What is demanded then is a return to these truths. What is required of us now is a new era of responsibility — a recognition, on the part of every American, that we have duties to ourselves, our nation and the world, duties that we do not grudgingly accept but rather seize gladly, firm in the knowledge that there is nothing so satisfying to the spirit, so defining of our character, than giving our all to a difficult task.
This is the price and the promise of citizenship. This is the source of our confidence — the knowledge that God calls on us to shape an uncertain destiny.
This is the meaning of our liberty and our creed — why men and women and children of every race and every faith can join in celebration across this magnificent mall, and why a man whose father less than 60 years ago might not have been served at a local restaurant can now stand before you to take a most sacred oath.
So let us mark this day with remembrance, of who we are and how far we have traveled. In the year of America's birth, in the coldest of months, a small band of patriots huddled by dying campfires on the shores of an icy river. The capital was abandoned. The enemy was advancing. The snow was stained with blood. At a moment when the outcome of our revolution was most in doubt, the father of our nation ordered these words be read to the people:
"Let it be told to the future world . . . that in the depth of winter, when nothing but hope and virtue could survive . . . that the city and the country, alarmed at one common danger, came forth to meet [IT]."
In the face of our common dangers, in this winter of our hardship, let us remember these timeless words. With hope and virtue, let us brave once more the icy currents, and endure what storms may come. Let it be said by our children's children that when we were tested we refused to let this journey end, that we did not turn back nor did we falter; and with eyes fixed on the horizon and God's grace upon us, we carried forth that great gift of freedom and delivered it safely to future generations.
God bless you. And God bless the United States of America.
Putting an African-American in the office of president of the United States is a monumental occasion given the history of our country on race relations. It is not the end all though. As I think of what good will come of this. The possibilities are endless. Most importantly, I am hopeful that it allows us to look beyond the obvious differences and focus on the issues that keep people of ALL races (black, brown, pink purple...) from achieving. The lack of education.
You can put money in people's pockets, give them 'jobs', but in the end- the true 'emancipation' is education. It is the ultimate provider of liberties afforded to those who put in the time to improve themselves. It adds a dimension of understanding and communication that you don't see in those that do not challenge themselves to achieve, to feed their minds.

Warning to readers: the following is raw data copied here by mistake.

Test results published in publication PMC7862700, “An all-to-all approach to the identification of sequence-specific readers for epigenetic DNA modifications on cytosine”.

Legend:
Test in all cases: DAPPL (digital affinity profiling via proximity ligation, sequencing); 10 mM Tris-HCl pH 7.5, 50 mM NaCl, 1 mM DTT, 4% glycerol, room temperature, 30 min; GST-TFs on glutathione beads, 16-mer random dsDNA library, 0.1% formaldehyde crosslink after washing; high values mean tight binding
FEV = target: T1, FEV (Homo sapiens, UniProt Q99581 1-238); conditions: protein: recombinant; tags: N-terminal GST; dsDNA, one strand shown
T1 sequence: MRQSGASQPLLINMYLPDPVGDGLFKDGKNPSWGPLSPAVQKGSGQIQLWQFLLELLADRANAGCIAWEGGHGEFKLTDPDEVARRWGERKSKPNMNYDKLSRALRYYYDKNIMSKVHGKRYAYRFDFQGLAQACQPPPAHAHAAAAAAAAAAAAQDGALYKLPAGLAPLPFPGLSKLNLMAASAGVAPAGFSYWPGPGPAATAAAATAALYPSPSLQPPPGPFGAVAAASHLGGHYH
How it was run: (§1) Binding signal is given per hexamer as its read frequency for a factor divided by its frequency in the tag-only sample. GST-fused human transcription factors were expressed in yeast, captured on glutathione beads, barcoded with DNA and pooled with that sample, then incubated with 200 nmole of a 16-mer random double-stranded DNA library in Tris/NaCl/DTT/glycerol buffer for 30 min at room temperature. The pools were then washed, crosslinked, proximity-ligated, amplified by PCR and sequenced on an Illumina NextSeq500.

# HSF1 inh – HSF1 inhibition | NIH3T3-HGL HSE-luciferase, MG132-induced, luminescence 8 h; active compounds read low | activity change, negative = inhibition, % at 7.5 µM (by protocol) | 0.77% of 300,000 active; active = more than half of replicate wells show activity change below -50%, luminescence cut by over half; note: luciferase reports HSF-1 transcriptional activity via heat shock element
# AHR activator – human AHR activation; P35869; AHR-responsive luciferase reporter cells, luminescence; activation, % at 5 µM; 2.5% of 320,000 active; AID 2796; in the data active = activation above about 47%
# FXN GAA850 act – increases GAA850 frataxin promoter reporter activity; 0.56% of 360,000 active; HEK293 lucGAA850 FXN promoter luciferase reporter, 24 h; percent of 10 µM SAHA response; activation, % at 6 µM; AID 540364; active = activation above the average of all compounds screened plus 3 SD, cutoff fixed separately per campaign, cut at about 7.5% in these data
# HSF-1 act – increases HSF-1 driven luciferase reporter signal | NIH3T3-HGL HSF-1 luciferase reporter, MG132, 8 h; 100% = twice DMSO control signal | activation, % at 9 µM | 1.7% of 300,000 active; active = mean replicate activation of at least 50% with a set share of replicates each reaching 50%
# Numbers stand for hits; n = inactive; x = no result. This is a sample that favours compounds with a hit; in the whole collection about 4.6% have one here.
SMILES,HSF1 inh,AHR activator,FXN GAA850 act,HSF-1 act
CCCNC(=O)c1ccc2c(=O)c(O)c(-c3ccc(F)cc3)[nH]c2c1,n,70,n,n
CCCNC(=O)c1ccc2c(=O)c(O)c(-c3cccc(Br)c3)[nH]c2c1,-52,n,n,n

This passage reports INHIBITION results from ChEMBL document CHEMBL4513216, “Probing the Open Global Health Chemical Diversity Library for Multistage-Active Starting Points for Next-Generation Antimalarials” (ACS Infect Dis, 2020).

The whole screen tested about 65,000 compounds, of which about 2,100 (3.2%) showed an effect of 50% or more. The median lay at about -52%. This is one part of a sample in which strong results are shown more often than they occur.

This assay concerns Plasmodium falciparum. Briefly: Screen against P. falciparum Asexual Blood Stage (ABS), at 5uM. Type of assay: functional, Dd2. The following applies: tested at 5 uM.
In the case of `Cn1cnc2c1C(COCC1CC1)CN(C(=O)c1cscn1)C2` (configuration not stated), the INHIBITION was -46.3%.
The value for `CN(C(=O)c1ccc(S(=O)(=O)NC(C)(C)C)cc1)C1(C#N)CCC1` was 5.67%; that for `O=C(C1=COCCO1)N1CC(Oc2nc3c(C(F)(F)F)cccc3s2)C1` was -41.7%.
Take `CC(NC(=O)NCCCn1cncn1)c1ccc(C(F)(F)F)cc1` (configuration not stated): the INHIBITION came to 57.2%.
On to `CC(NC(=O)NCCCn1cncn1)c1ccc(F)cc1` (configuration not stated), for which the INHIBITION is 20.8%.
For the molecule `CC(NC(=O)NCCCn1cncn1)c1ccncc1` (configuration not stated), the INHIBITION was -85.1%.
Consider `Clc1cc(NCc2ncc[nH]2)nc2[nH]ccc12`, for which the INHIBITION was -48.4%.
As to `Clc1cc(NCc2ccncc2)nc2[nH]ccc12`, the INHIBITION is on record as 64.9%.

Don't misunderstand me, I'm not being elitist. The education can come in many forms. Interestingly, it sometimes doesn't always translate into getting 'the diploma'. The most beneficial form is the ability to understand differences (and overcome them). To obtain facts and make informed decisions. Looking back on my forty-four years of life- it is the journey that has taught me about as much as I've learned reading books. It is however, the combination of the two that have enrichened me.
So as a proud citizen of this country, what I am most hopeful for on this day is that we move beyond the restraints of race that keep us back. The excuses for why accomplishment is not possible. Be it real or perceived- that is the true bondage. I am hopeful that this provides people everywhere with the hope that they too can achieve regardless of their challenges. Stop the complaining , educate ourselves and live to the potential for which we are all born into.
Be proud and Celebrate America... this is just one step with many more to come.
Friday, January 16, 2009
"Retailer Circuit City to Liquidate -Consumer-Electronics Pioneer Closing; 34,000 Workers Will Lose Jobs"
Now don't get me wrong, It wasn't a full out love affair with the retailer. Speaking as a consumer, my trips into many of their stores over the years where wrought with dissapointment. Poor customer service, poorly trained sales employees and bad retailing -period. Their stores always seemed to be arranged in a haphazardly fashion and product assortment was mediocre at best. A true 'also ran' retailer weakly trying to compete in a crowded market. Ultimately, to get their bite of the pie in a booming economy.
What caught my attention the most about the demise of this 60 year old appliance & electronics retailer is that their acting CEO James Marcum looked for an out on his own. They sought to 'reorg' by seeking buyers for the chain or the name. Due to tight financing avenues in our ill economy their opportunities dried up. In the end, when up against the deadline they placed their cards face down on the table and folded. Now, I'm not insensitive to the plight of the 30,000 plus employees effected by this. You have to have respect for their management's resolve in seeking a way out of the mess that previous poor leadership created.